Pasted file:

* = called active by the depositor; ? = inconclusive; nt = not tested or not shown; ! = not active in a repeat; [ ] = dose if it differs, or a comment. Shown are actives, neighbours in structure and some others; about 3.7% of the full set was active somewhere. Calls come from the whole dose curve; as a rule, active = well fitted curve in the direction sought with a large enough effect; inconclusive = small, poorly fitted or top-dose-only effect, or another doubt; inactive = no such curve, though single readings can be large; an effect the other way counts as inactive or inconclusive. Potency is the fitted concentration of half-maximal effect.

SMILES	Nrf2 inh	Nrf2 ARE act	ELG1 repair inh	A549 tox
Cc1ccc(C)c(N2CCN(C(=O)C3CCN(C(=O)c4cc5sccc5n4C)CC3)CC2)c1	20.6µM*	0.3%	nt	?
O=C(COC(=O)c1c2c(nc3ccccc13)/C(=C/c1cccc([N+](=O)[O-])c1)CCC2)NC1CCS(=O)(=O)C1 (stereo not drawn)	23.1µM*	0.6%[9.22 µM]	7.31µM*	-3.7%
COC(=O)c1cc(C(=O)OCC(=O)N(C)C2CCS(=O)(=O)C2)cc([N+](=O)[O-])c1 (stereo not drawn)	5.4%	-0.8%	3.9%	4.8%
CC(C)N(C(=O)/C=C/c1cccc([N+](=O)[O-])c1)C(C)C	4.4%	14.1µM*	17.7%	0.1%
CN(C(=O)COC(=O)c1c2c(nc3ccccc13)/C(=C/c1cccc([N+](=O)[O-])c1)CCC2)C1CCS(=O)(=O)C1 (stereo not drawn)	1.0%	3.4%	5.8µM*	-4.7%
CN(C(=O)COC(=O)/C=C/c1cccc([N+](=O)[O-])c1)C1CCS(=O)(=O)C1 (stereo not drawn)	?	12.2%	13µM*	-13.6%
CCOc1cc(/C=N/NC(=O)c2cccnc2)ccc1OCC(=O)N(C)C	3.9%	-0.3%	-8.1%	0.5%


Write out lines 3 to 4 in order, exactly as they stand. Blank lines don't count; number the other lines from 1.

Cc1ccc(C)c(N2CCN(C(=O)C3CCN(C(=O)c4cc5sccc5n4C)CC3)CC2)c1	20.6µM*	0.3%	nt	?
O=C(COC(=O)c1c2c(nc3ccccc13)/C(=C/c1cccc([N+](=O)[O-])c1)CCC2)NC1CCS(=O)(=O)C1 (stereo not drawn)	23.1µM*	0.6%[9.22 µM]	7.31µM*	-3.7%